16 496 K. Imai, G. King and E. A. Stuart t-statistic "Statistical insignificance" region Number of Controls Randomly Dropped (a) Math test score QQ Plot Mean Deviation Difference in Means Number of Controls Randomly Dropped (b) Fig. 1. Dangers in relying on t-statistics as a measure of balance (average value of a measure of balance when a given number of control units are randomly dropped from the data set (out of a total of 434)): with larger numbers of control units dropped (i.e. smaller numbers of control units in the resulting sample), the value of the t-statistic becomes closer to 0, falsely indicating improvements in balance, even though true balance does not vary systematically across the data sets (and efficiency declines); the difference in means and quantile quantile plot mean deviation, which are given in (b), correctly indicate no change in bias as observations are randomly dropped insignificant. The curve on the plot clearly shows that, according to the t-test, randomly dropping more control units does an excellent job at achieving balance, reducing the statistic from 3.7 to 1.6 in Fig. 1(a). This of course makes no sense at all. Second, the problem in Fig. 1 can be seen by recognizing that dropping observations can influence not only balance but also statistical power, and unfortunately the t-test, like most statistical tests, is a function of both. The more observations that are dropped, the less power the tests have to detect imbalance in observed covariates. Formally, let n mt and n mc be the sample sizes for the matched treated and matched control groups, and define r m = n mt =n m where n m =n mt +n mc. Then, write the two-sample t-test statistic with unknown and unequal variances as nm. X mt X mc / {s 2 mt =r m + s 2 mc =.1 r m/} where X mt = Σ n m i=1 T i X i =n mt and X mc = Σ n m i=1.1 T i /X i =n mc are the sample means, and s 2 mt = n m i=1 T i.x i X mt / 2 n mt 1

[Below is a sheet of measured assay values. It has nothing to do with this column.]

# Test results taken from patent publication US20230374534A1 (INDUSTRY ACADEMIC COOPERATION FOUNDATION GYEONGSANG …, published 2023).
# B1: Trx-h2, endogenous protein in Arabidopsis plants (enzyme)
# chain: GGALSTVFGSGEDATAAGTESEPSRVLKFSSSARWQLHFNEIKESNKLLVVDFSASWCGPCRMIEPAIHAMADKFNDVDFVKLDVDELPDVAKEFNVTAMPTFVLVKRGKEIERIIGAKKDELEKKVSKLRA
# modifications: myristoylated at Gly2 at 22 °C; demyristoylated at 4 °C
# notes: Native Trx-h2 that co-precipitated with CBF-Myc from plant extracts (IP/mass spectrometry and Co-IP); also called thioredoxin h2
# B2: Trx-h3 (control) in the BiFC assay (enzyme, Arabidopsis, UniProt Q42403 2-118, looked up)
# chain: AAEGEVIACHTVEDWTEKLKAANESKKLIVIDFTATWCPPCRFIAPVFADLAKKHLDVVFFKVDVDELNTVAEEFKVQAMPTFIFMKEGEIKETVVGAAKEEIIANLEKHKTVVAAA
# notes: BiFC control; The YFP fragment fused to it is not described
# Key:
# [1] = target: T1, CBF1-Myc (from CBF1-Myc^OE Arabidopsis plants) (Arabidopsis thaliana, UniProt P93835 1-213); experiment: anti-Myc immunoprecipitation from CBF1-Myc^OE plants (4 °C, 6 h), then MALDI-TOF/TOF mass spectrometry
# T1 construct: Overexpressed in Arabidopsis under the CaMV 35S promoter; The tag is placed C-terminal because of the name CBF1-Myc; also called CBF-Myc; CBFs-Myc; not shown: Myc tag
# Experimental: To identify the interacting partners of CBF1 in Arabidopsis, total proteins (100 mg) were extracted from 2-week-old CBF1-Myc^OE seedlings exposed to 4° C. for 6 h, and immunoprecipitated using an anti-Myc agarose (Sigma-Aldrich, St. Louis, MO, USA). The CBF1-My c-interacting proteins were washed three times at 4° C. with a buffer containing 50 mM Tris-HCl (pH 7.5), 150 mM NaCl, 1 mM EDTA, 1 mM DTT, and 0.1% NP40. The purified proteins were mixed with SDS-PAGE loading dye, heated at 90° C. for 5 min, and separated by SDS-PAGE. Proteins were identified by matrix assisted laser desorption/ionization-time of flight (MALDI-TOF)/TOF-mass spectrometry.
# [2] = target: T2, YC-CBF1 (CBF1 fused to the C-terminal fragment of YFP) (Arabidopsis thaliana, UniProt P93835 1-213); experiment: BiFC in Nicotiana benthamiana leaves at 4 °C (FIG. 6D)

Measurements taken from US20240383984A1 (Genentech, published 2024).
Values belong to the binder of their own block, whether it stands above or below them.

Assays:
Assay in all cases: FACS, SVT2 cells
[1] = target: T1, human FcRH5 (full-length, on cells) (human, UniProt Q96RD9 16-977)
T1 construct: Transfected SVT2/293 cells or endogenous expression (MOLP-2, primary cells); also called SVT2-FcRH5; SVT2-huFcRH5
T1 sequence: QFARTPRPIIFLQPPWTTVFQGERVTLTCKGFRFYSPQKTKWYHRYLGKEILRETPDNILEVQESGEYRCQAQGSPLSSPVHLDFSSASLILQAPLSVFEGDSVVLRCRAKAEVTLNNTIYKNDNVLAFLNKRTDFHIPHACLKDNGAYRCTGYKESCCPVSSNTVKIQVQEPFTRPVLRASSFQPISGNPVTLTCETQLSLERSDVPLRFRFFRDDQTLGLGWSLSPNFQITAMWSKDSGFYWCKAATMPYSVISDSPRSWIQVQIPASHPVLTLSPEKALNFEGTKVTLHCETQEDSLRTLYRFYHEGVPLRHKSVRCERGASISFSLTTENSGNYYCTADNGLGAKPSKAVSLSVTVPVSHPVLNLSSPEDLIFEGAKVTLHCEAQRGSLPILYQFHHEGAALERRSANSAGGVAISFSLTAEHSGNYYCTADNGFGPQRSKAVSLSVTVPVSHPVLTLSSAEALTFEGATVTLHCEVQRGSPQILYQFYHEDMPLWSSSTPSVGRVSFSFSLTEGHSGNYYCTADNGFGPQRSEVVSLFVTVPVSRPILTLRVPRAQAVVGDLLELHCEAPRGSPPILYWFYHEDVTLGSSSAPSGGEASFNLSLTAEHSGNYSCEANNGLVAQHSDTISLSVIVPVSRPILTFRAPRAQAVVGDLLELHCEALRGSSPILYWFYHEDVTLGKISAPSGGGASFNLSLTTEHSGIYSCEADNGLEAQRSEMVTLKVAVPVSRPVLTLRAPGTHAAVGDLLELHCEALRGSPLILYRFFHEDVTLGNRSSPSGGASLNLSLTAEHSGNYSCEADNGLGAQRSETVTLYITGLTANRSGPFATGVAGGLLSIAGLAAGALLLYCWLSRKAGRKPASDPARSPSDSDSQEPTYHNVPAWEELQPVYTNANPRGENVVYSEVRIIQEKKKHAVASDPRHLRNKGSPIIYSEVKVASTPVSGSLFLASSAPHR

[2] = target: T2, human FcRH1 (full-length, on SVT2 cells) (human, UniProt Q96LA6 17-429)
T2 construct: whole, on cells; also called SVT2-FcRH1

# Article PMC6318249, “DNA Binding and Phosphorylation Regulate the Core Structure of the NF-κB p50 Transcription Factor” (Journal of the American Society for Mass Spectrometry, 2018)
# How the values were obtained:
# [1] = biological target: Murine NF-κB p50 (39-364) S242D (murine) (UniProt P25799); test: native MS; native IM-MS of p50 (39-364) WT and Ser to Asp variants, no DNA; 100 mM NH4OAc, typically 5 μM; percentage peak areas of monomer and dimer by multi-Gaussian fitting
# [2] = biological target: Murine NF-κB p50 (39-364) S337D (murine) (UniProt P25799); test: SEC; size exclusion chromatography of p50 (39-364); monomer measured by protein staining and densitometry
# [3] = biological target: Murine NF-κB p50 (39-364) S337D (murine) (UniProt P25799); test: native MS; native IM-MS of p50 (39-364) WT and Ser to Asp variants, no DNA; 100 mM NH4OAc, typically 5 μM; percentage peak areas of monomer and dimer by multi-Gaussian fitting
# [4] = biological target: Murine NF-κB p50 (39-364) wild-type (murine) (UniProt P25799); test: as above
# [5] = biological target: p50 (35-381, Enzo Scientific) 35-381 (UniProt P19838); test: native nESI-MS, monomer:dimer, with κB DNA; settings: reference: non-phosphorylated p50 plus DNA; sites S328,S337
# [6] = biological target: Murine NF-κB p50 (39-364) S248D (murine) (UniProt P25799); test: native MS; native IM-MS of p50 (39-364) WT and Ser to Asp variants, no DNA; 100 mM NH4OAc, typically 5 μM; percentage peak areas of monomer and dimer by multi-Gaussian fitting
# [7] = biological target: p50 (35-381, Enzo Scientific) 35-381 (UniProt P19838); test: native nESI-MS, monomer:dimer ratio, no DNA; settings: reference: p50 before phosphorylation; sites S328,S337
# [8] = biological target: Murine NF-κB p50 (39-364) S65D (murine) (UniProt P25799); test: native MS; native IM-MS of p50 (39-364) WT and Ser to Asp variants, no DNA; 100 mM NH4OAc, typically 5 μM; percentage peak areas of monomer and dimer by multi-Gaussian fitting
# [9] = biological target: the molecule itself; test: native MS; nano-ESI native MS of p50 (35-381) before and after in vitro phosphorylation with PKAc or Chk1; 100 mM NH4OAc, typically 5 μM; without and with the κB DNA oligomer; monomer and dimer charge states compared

17 and n m Misunderstandings about Causal Inference T i /.X i X mt / 2 smc 2 = i=1 n mc 1 represent the sample variances of the matched treated and control groups respectively. Hence, the difference in sample means as a measure of balance is distorted in the t-test by three factors: (a) the total number of remaining observations n m, (b) the ratio of remaining treated units to the total number of remaining observations r m and (c) the sample variance of X for the remaining treated and control units, s 2 mt and s2 mc. Since the values of (this and other) hypothesis tests are affected by factors other than balance, they cannot even be counted on to be monotone functions of balance. The t-test can indicate that balance is becoming better whereas the actual balance is growing worse, staying the same or improving. Although we choose the most commonly used t-test for illustration, the same problem applies to many other test statistics that are used in applied research. For example, the same simulation applied to the Kolmogorov Smirnov test shows that its p-value monotonically increases as we randomly drop more control units. This is because a smaller sample size typically produces less statistical power and hence a larger p-value. Third, from a theoretical perspective, balance is a characteristic of the sample, not some hypothetical population, and so, strictly speaking, hypothesis tests are irrelevant in this context (Ho et al., 2007). Whether the quantity of interest is SATT, PATT or SPATT, balance affected by matching affects only Δ T X. Virtually all methods of adjustment condition on the observed values of X, and so X can be dropped in these analyses only when equation (9) is satisfied in sample, not in some population from which the data are hypothetically or actually drawn. For the same reason that randomized blocks or paired matching are preferable to classical randomization in experimental design i.e. the imbalance in the variables that defines the blocks can be set to zero in sample, without having to hope that the sample size is sufficiently large for the advantages of randomization to kick in (see also Greevy et al. (2004), page 264) matching on all observed differences in X is preferable whenever feasible and other goals such as variance reduction are not harmed. The goal of reducing estimation error is reducing Δ T X and not merely E.Δ T X /, and so imbalance with respect to observed pretreatment covariates the difference between F.X T =1, I =1/ and F.X T =0, I =1/ should be minimized without limit where possible, so long as we are not unduly compromising other goals in the process (such as efficiency). Finally, we offer a simple model that conveys why matching contains no threshold below which the level of imbalance is always acceptable. To see this, consider data that are generated by the classical regression model, E.Y T, X/ = θ + T β + Xγ (Goldberger, 1991), a special case of the model in equations (3). Then the regression of Y on a constant and T (without X ) gives a difference in means, the (conditional) bias of which as an estimate of β is E. ˆβ β T, X/ = Gγ, where G contains vectors of coefficients from regressions of each of the variables in X on a constant and T. Using matching to eliminate bias under this simplified data generation process involves dropping or repeating observations so that G is as close to a matrix of 0s as possible. But what happens to bias if G is smaller than it was before matching but still not 0? The answer is that the bias is reduced, but without knowledge of γ which researchers eschew estimating to avoid inadvertently introducing selection error by choosing matching solutions that stack the deck for their favoured hypotheses it could be that a non-zero portion of G, when multiplied by its corresponding elements of γ, will generate arbitrarily large bias. This also shows that no